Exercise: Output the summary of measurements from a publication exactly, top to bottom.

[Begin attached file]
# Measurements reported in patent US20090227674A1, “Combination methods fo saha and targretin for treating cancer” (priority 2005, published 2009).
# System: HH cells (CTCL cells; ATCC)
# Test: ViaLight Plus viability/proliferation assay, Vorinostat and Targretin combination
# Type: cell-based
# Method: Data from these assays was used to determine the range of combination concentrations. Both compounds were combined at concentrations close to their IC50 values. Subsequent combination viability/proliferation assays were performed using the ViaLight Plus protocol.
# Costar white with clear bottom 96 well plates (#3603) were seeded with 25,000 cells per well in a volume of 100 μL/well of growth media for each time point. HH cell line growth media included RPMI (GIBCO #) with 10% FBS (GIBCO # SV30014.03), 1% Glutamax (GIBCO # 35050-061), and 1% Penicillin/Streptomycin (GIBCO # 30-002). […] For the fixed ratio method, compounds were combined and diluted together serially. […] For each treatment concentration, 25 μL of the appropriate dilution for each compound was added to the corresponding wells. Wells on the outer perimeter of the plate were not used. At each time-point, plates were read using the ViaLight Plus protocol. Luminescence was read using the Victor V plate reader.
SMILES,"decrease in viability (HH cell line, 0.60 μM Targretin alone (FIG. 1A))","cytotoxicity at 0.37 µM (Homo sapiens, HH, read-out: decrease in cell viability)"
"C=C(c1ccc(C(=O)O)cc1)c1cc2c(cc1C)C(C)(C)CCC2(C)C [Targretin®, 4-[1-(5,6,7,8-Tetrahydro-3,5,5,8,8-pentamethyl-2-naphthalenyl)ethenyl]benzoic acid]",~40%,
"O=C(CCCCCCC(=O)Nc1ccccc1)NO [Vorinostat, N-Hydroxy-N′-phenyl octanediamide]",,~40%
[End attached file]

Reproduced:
# Measurements reported in patent US20090227674A1, “Combination methods fo saha and targretin for treating cancer” (priority 2005, published 2009).
# System: HH cells (CTCL cells; ATCC)
# Test: ViaLight Plus viability/proliferation assay, Vorinostat and Targretin combination
# Type: cell-based
# Method: Data from these assays was used to determine the range of combination concentrations. Both compounds were combined at concentrations close to their IC50 values. Subsequent combination viability/proliferation assays were performed using the ViaLight Plus protocol.
# Costar white with clear bottom 96 well plates (#3603) were seeded with 25,000 cells per well in a volume of 100 μL/well of growth media for each time point. HH cell line growth media included RPMI (GIBCO #) with 10% FBS (GIBCO # SV30014.03), 1% Glutamax (GIBCO # 35050-061), and 1% Penicillin/Streptomycin (GIBCO # 30-002). […] For the fixed ratio method, compounds were combined and diluted together serially. […] For each treatment concentration, 25 μL of the appropriate dilution for each compound was added to the corresponding wells. Wells on the outer perimeter of the plate were not used. At each time-point, plates were read using the ViaLight Plus protocol. Luminescence was read using the Victor V plate reader.
SMILES,"decrease in viability (HH cell line, 0.60 μM Targretin alone (FIG. 1A))","cytotoxicity at 0.37 µM (Homo sapiens, HH, read-out: decrease in cell viability)"
"C=C(c1ccc(C(=O)O)cc1)c1cc2c(cc1C)C(C)(C)CCC2(C)C [Targretin®, 4-[1-(5,6,7,8-Tetrahydro-3,5,5,8,8-pentamethyl-2-naphthalenyl)ethenyl]benzoic acid]",~40%,
"O=C(CCCCCCC(=O)Nc1ccccc1)NO [Vorinostat, N-Hydroxy-N′-phenyl octanediamide]",,~40%